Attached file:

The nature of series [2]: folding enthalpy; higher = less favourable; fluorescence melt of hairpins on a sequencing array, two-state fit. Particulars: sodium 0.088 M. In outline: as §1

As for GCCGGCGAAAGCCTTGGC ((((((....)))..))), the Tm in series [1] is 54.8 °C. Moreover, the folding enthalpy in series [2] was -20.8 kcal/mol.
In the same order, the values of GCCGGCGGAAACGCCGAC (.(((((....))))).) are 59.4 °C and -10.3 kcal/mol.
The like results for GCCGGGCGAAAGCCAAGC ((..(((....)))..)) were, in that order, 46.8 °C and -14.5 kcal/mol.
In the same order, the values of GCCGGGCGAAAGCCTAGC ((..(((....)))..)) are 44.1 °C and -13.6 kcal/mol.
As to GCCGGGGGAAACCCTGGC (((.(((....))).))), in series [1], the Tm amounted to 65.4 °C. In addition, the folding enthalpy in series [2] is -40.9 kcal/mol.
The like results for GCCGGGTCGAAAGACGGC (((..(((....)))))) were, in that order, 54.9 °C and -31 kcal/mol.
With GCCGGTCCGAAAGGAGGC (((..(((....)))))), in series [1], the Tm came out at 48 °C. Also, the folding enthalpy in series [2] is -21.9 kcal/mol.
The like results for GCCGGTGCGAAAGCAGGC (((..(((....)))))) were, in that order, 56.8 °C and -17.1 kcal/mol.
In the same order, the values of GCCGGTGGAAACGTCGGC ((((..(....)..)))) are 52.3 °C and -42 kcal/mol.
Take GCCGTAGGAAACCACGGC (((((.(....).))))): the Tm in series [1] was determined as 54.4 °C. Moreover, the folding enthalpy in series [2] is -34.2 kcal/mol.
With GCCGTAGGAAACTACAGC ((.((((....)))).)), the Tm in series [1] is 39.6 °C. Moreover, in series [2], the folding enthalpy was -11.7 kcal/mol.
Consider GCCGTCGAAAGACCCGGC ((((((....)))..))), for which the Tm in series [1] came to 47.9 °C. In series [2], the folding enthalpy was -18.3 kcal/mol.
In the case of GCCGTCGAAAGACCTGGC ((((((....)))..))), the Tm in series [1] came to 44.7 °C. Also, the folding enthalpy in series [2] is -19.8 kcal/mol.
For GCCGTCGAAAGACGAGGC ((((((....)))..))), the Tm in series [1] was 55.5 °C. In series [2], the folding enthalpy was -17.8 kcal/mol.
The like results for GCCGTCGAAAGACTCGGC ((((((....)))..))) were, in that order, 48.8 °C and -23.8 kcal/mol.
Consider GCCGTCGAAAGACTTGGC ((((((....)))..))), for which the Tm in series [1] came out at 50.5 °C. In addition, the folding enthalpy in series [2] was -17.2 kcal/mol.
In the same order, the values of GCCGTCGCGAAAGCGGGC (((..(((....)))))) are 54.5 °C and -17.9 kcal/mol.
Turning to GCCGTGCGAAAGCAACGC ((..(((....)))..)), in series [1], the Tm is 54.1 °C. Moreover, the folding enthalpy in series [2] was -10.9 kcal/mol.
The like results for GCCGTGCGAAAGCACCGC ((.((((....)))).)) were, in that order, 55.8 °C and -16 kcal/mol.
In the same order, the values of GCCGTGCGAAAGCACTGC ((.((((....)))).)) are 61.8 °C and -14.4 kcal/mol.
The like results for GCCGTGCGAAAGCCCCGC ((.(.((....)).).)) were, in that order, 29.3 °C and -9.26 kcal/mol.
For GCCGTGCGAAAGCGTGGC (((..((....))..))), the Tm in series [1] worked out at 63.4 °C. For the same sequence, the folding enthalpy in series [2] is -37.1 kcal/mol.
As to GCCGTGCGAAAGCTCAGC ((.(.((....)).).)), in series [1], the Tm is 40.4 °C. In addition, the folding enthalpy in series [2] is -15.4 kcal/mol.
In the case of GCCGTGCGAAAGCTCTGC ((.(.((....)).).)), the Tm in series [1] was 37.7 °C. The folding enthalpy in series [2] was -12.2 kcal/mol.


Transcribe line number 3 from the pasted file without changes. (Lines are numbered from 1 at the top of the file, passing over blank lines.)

In the same order, the values of GCCGGCGGAAACGCCGAC (.(((((....))))).) are 59.4 °C and -10.3 kcal/mol.